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Old 05 August 2017, 09:26 AM
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Psihala Psihala is offline
 
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Default Will NASA's Ruined Apollo Mission Control Room Rise Again?

The storied room that first saw humans land on the moon has fallen into a shocking state of disrepair. Once a gleaming state-of-the-art facility, Apollo Mission Control at Johnson Space Center here has become a place of flickering lights and worn carpet held together with tape. The keyboards of its old flight consoles are missing buttons.

https://www.nbcnews.com/mach/science...ain-ncna789416
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Old 07 August 2017, 10:18 PM
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I can understand how it could have happened. Money is tight. The room isn't used for anything. Management is loath to expend scarce money to maintain something that isn't used anymore.

I wouldn't be surprised to learn that some in management probably even discussed plans to scrap the equipment and use the room for something else.
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Old 08 August 2017, 12:13 AM
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I agree. It seems to me the obvious place for the Control Room is the National Air and Space Museum. They probably can't maintain it on site but it could be brought out to Virginia where there's enough space for it and where people could come to see it along with other treasures.
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Old 08 August 2017, 04:09 AM
jimmy101_again jimmy101_again is offline
 
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The room is actually pretty small. There should be a way to save it.
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Old 08 August 2017, 12:14 PM
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Tootsie Plunkette Tootsie Plunkette is offline
 
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We got to see it (through a gallery window) when we visited my niece in Houston in 1997. Even then it looked sad and neglected.

Quote:
They were also there when three astronauts died during testing for the first Apollo mission in 1967...
Wondering why they were there, as the test was never intended to leave the ground, and Houston was only in charge of a mission once they'd cleared the tower. Unless it was part of the simulation, I suppose.
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Old 08 August 2017, 12:24 PM
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Part of the simulation seems reasonable enough. Also perhaps to verify functionality of the new systems in Houston with a new capsule and three (vice two or one) astronauts.
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Old 08 August 2017, 12:29 PM
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Quote:
Originally Posted by ganzfeld View Post
It seems to me the obvious place for the Control Room is the National Air and Space Museum. They probably can't maintain it on site but it could be brought out to Virginia where there's enough space for it and where people could come to see it along with other treasures.
That wouldn't be the room, though. It would be a replica of the room.

Part of the essence of the room is its location.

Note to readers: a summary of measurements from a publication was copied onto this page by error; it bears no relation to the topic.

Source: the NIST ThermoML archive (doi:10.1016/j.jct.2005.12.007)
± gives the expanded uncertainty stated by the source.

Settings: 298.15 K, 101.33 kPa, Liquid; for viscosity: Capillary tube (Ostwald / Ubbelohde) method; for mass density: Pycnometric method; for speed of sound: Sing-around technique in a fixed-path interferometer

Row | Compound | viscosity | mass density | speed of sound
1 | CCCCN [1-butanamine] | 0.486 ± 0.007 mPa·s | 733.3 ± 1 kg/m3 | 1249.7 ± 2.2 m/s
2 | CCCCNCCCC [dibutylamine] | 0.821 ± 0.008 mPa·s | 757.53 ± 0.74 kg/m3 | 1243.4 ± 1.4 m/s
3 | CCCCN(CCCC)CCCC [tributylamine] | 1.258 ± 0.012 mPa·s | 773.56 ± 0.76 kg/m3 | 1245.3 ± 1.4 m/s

A replica in the Air and Space Museum seems to me to make sense on its own, however.
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Old 08 August 2017, 12:30 PM
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Yes, the Apollo 1 disaster was a full test with Houston listening in.

Also I didn't realize the Johnson is already a Smithsonian affiliate.

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Originally Posted by thorny locust View Post
That wouldn't be the room, though. It would be a replica of the room.
Houston, we have a problem. What problem? You're in Virginia!
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Old 08 August 2017, 12:39 PM
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I totally agree that it belongs in a museum.

NASA is not in the business of being a curator, I don't imagine.

OY
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Old 08 August 2017, 12:56 PM
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The Kennedy Space Center in Florida does a good job with their vintage launch sites, although a few of them have fallen into disrepair. Take the "retro" tour if you ever have a chance.
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Old 08 August 2017, 03:50 PM
jimmy101_again jimmy101_again is offline
 
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Quote:
Originally Posted by overyonder View Post
NASA is not in the business of being a curator, I don't imagine.
True, but many other gov't entities have found ways of preserving large historical objects (including aircraft carriers and battle ships). Perhaps NASA needs to encourage formation of a not-for-profit to operate and maintain their ever growing collection of historical artifacts.
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Old 08 August 2017, 10:55 PM
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I don't think the OP really covered it well but that's what this whole thing is about. NASA and the Smithsonian are trying to raise funds and the city of Webster is offering to match funds. Not really a non-profit but essentially the same concept.
https://spacecenter.org/news-release-webster-gift/
https://spacecenter.org/
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